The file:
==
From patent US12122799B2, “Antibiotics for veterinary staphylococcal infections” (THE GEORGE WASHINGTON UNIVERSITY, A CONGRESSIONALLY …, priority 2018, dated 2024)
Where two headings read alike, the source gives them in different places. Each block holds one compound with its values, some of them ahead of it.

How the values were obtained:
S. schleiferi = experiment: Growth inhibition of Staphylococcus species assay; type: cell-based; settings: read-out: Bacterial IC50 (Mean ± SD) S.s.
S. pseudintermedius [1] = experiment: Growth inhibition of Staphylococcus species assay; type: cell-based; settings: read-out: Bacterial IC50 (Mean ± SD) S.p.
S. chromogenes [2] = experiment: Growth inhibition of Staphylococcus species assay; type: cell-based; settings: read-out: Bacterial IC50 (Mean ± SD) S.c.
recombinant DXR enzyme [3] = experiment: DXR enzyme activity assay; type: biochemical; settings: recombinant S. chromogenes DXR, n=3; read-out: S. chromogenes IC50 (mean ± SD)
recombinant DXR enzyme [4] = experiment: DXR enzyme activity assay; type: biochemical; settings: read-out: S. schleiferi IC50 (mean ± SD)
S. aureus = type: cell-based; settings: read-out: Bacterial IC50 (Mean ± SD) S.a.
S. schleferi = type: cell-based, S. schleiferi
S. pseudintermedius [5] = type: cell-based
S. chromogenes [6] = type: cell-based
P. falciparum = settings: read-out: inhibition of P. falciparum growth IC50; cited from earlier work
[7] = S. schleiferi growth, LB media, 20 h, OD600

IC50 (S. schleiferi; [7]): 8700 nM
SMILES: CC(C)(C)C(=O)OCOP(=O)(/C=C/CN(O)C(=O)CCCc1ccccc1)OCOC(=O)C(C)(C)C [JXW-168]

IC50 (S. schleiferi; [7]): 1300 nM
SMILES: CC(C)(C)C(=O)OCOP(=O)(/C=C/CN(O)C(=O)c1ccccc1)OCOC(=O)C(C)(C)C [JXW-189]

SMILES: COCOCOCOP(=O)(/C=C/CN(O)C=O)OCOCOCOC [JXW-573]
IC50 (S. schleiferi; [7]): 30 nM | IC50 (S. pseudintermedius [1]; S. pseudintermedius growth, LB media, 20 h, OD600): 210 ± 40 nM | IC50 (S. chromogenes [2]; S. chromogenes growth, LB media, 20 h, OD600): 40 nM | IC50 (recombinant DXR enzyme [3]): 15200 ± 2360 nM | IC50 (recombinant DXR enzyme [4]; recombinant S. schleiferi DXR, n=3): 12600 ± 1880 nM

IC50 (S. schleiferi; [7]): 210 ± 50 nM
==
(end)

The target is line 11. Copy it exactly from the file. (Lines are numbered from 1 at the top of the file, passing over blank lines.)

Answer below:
S. pseudintermedius [5] = type: cell-based